hort.net Seasonal photo, (c) 2006 Christopher P. Lindsey, All Rights Reserved: do not copy
articles | gallery of plants | blog | tech blog | plant profiles | patents | mailing lists | top stories | links | shorturl service | tom clothier's archive0
Gallery of Plants
Tech Blog
Plant Profiles
Mailing Lists
    Search ALL lists
    Search help
    Subscription info
Top Stories
sHORTurl service
Tom Clothier's Archive
 Top Stories
New Trillium species discovered

Disease could hit Britain's trees hard

Ten of the best snowdrop cultivars

Plant protein database helps identify plant gene functions

Dendroclimatologists record history through trees

Potato beetle could be thwarted through gene manipulation

Hawaii expands coffee farm quarantine

Study explains flower petal loss

RSS story archive

Re: game for the day....

The Perennial Sweet Pea I have is definitely weedy, and very hardy.  I have 
to keep pulling
out chunks of it from the bank where it grows, as it overwhelms everything 
else, but 
doesn't stay looking good in late summer.  I do love the blooms, though. This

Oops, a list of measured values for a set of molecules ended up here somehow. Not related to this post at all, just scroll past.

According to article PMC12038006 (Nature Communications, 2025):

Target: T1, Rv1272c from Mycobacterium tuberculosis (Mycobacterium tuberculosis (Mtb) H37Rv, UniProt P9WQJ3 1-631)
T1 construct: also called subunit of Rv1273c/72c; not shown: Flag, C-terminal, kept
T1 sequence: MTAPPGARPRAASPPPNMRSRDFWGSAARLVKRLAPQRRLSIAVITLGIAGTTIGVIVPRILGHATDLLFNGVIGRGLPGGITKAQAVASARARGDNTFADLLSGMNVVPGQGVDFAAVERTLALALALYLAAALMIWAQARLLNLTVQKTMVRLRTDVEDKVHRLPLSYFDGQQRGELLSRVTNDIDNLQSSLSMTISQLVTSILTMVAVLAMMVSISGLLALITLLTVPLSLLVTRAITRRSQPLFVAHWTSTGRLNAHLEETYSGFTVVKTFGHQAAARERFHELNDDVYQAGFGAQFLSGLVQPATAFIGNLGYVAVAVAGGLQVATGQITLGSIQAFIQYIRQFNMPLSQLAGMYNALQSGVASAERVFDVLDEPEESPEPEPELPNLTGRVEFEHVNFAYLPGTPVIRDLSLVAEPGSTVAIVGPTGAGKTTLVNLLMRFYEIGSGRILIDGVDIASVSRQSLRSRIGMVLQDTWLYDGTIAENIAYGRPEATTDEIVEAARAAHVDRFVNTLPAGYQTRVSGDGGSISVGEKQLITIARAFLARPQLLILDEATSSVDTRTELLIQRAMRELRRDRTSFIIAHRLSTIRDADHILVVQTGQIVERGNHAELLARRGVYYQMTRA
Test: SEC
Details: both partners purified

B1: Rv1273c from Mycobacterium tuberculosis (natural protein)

is not
a named cultivar. I can't remember where it came from, but I've had it many 
Grows on a south-facing bank under a tree, so gets about half-day sun.
Auralie - Z5

In a message dated 07/04/2004 8:12:36 PM Eastern Daylight Time, 
kmrsy@comcast.net writes:
We have tried several varieties of Perennial Sweet Pea, Lathyrus latifolius
and none have survived here in Zone 5a, so I've tended to believe the Zone 6
rating.  Apparently we've been trying the wrong ones!  Will have to look for
those.  The other problem I had in identifying that one is that, although
Donna took a great picture, it is just the flower with a little stem and no
description of height or habit, other than the oblique 'weeedy'.  That's why
I thought possibly another legume.

Support hort.net -- join the hort.net fund drive!

Other Mailing lists | Author Index | Date Index | Subject Index | Thread Index

 © 1995-2017 Mallorn Computing, Inc.All Rights Reserved.
Our Privacy Statement